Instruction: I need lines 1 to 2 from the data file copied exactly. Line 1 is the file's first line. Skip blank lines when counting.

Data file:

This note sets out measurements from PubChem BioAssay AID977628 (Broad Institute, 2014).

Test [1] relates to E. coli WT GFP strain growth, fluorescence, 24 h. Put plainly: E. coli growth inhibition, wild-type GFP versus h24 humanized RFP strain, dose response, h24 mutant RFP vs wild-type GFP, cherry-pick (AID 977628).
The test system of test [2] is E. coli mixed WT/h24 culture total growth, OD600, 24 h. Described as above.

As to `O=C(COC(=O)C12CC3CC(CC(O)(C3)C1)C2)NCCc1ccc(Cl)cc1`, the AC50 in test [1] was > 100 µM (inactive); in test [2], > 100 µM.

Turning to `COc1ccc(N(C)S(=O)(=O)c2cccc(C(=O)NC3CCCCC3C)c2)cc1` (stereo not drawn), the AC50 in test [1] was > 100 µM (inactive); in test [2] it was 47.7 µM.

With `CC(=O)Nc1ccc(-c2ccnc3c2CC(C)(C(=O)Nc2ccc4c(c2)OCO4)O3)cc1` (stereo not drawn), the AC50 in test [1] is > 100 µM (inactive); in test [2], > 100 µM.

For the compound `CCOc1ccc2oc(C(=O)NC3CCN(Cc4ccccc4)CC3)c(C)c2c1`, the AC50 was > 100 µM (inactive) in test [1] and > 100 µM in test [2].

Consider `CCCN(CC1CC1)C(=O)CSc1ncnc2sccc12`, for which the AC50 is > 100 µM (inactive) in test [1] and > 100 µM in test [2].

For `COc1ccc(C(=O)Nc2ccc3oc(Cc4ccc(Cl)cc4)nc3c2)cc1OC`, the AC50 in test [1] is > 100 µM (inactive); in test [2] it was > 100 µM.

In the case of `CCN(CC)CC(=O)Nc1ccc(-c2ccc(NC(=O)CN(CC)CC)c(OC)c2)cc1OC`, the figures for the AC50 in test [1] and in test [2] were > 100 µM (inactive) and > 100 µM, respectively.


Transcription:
This note sets out measurements from PubChem BioAssay AID977628 (Broad Institute, 2014).

Test [1] relates to E. coli WT GFP strain growth, fluorescence, 24 h. Put plainly: E. coli growth inhibition, wild-type GFP versus h24 humanized RFP strain, dose response, h24 mutant RFP vs wild-type GFP, cherry-pick (AID 977628).